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I’m not sure what it was, but I found their cellar very light and as they are only for 20 years the cellar also looks very new 🙂 … Visiting the cellar is all very nice, but to my opinion it was getting a bit dry … it was time for some tasting that got even better with a slice of homemade salami and a local cheese… or as we call it ‘la dolce vita’ 😉

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I could describe all their wines, but I won’t as I think the only way to know how they taste is by tasting them 🙂 . How a wine tastes changes from where, when and for which occasion you drink it… I wouldn’t be able to indicate my favourite wine as they all have their specific taste and thing I like about them, although I must admit like the Fonte delle donne, l’Aspetto and Casalini a lot… The most ‘special’ wine (and I also mentioned it in my previous blogpost) is their rosé wine aka Sofia made 100% from the Sangiovese grape (that normally only gets used to make strong red wines like a Brunello di Montalcino, …) so if you want to impress friends with a special rosé… this is the one. What all Fattoria Fibbiano’s wines have in common is that they are easy to drink! This is also how the family describes their wines and it is also the product they want… their most complex wine would be the Ceppatella…. I know, it is probably due to the fact I’m greedy that I’m not able to choose a favourite one 🙂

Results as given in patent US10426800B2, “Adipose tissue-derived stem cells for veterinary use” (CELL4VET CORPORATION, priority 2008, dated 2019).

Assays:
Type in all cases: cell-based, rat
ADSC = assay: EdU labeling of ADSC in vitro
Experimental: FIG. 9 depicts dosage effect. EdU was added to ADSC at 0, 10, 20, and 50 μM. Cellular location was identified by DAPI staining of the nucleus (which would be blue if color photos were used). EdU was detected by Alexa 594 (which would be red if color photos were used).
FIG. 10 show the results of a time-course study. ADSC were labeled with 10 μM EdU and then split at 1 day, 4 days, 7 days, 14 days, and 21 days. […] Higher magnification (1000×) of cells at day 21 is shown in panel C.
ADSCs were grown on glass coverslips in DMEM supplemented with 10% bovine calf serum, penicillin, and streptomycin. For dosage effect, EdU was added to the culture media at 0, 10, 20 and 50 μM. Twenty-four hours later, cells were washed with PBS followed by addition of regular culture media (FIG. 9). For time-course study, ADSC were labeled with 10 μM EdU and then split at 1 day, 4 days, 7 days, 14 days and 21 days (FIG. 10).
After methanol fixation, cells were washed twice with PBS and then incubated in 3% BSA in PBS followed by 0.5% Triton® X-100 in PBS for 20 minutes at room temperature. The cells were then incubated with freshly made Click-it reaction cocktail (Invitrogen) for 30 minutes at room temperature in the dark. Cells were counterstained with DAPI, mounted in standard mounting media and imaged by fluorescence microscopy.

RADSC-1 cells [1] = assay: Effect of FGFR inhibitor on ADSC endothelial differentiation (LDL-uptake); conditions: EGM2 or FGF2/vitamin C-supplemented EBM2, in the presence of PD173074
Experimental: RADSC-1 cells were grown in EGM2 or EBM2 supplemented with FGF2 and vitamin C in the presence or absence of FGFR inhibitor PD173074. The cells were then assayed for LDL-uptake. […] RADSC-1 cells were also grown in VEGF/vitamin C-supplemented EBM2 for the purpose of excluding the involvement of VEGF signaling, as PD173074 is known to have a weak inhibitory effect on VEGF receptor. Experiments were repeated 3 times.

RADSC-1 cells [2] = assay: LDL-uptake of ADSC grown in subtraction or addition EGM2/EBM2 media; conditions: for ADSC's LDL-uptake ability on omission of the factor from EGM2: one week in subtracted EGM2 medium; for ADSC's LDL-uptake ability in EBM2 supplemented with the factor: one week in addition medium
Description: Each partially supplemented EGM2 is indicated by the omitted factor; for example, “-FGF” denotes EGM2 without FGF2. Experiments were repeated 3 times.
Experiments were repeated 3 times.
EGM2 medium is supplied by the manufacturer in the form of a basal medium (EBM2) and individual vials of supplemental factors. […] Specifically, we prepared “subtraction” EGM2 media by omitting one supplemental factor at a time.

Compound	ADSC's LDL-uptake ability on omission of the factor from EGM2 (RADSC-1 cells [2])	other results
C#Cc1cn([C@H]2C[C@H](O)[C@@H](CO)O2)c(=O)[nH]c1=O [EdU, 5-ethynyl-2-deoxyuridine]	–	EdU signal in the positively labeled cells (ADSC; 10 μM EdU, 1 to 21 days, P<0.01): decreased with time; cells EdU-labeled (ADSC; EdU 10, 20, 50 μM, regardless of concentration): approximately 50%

As if all of this wasn’t hospitable enough, we were asked to join the family table for dinner prepared by the ladies of the house (who are we to refuse)… and they have outdone themselves (BTW, when staying at the Agriturismo if wanted you can also eat there… just FYI). Feast your eyes on the meal they had prepared for us (or the shortened version of it).

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I had a wonderful day under the Tuscany sun and was ready to continue our trip! (but I’ll be back as our dear friend Arnold said 😉 but with my beautiful fiancée as I’m sure she’d love it here ). To be continued…..

Roadtrip with my dad